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Timing of access to secondary healthcare services and lower extremity amputations in patients with diabetes: a case–control study

Overview of attention for article published in BMJ Open Diabetes Research & Care, August 2015
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Title
Timing of access to secondary healthcare services and lower extremity amputations in patients with diabetes: a case–control study
Published in
BMJ Open Diabetes Research & Care, August 2015
DOI 10.1136/bmjdrc-2014-000069
Pubmed ID
Authors

Claire M Buckley, Fauzi Ali, Graham A Roberts, Patricia M Kearney, Ivan J Perry, Colin P Bradley

Abstract

To investigate the association between timing of patient access to secondary healthcare services for diabetes management and lower extremity amputation (LEA) among patients with diabetes. A case-control study was conducted in the secondary healthcare system in Ireland. Cases were 116 patients with diabetes who underwent a first major non-traumatic LEA between 2006 and 2012. Controls were 348 patients with diabetes, over 45 years, admitted to the same hospital as an emergency or electively, frequency-matched for gender, type of diabetes, and year. Data were collected for 7 years prior to the event year. ORs for LEA in patients with diabetes comparing early versus late referral from primary to secondary healthcare were calculated. Statistically significant risk factors associated with LEA in patients with diabetes included being single, chronic kidney disease, hypertension, and hyperglycemia. Documented retinopathy was a significant protective factor. In unconditional logistic regression analysis adjusted for potential confounders, there was no evidence of a reduced risk of LEA among patients referred earlier to secondary healthcare for diabetes management. Specialist referral may need to occur earlier than the 7-year cut-off used to demonstrate an effect on reducing LEA risk. Documented retinopathy was associated with reduced risk of LEA, most likely as a proxy for better self-care. Variation in the management of diabetes in primary care may also be impacting on outcomes. Efforts to develop more integrated care between primary and secondary services may be beneficial, rather than focusing on timing of referral to secondary healthcare.

Twitter Demographics

The data shown below were collected from the profile of 1 tweeter who shared this research output. Click here to find out more about how the information was compiled.

Mendeley readers

The data shown below were compiled from readership statistics for 47 Mendeley readers of this research output. Click here to see the associated Mendeley record.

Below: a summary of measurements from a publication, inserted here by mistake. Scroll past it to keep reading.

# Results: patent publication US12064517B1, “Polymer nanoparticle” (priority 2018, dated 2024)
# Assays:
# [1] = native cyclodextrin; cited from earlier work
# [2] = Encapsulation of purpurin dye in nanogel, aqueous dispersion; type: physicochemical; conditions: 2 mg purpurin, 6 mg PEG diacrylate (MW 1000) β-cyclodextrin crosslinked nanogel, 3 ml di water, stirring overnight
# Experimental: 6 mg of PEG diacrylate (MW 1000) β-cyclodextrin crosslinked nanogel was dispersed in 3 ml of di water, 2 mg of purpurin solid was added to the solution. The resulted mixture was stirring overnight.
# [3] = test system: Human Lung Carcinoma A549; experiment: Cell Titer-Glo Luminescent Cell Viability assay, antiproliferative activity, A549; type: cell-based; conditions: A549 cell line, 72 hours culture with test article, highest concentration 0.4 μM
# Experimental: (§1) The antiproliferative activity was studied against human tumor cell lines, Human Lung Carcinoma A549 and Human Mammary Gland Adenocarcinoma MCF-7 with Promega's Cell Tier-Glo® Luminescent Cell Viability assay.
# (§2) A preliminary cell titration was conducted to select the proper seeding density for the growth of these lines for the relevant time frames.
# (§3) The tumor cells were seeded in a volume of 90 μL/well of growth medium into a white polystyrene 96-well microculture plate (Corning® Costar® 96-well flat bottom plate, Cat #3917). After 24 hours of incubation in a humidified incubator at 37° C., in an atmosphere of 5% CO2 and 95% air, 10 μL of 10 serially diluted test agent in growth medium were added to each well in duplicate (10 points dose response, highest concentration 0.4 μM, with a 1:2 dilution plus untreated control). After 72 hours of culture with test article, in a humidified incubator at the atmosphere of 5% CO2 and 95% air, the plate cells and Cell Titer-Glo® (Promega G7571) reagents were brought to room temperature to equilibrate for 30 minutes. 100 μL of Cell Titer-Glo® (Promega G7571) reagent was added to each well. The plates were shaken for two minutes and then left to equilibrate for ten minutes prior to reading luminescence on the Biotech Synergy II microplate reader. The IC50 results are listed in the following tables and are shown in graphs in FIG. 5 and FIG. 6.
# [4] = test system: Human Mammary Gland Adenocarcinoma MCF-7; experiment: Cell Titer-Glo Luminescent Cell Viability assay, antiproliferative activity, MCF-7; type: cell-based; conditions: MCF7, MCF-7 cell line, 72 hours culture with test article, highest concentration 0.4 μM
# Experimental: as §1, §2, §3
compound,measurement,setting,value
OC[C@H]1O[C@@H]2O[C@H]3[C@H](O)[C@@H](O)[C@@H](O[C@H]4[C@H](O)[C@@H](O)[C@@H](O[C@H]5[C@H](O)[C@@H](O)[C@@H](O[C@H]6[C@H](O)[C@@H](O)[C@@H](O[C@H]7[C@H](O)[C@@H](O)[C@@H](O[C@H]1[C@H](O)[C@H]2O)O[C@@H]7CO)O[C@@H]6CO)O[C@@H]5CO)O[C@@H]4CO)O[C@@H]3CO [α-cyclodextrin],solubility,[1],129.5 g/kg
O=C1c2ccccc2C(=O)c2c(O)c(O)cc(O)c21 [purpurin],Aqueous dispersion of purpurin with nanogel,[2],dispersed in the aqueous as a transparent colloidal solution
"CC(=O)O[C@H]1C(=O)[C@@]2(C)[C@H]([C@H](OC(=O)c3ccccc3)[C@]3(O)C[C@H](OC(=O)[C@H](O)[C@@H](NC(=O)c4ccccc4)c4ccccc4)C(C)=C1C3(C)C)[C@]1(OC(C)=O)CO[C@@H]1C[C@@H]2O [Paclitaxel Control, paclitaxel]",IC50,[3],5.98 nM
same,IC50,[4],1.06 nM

Geographical breakdown

Country Count As %
Unknown 47 100%

Demographic breakdown

Readers by professional status Count As %
Student > Master 10 21%
Student > Ph. D. Student 8 17%
Other 5 11%
Researcher 4 9%
Student > Doctoral Student 2 4%
Other 7 15%
Unknown 11 23%
Readers by discipline Count As %
Medicine and Dentistry 15 32%
Nursing and Health Professions 9 19%
Business, Management and Accounting 2 4%
Social Sciences 2 4%
Immunology and Microbiology 1 2%
Other 4 9%
Unknown 14 30%

Attention Score in Context

This research output has an Altmetric Attention Score of 1. This is our high-level measure of the quality and quantity of online attention that it has received. This Attention Score, as well as the ranking and number of research outputs shown below, was calculated when the research output was last mentioned on 27 August 2015.
All research outputs
#10,026,319
of 12,530,482 outputs
Outputs from BMJ Open Diabetes Research & Care
#253
of 288 outputs
Outputs of similar age
#163,843
of 238,471 outputs
Outputs of similar age from BMJ Open Diabetes Research & Care
#18
of 24 outputs
Altmetric has tracked 12,530,482 research outputs across all sources so far. This one is in the 11th percentile – i.e., 11% of other outputs scored the same or lower than it.
So far Altmetric has tracked 288 research outputs from this source. They typically receive a lot more attention than average, with a mean Attention Score of 24.1. This one is in the 1st percentile – i.e., 1% of its peers scored the same or lower than it.
Older research outputs will score higher simply because they've had more time to accumulate mentions. To account for age we can compare this Altmetric Attention Score to the 238,471 tracked outputs that were published within six weeks on either side of this one in any source. This one is in the 17th percentile – i.e., 17% of its contemporaries scored the same or lower than it.
We're also able to compare this research output to 24 others from the same source and published within six weeks on either side of this one. This one is in the 1st percentile – i.e., 1% of its contemporaries scored the same or lower than it.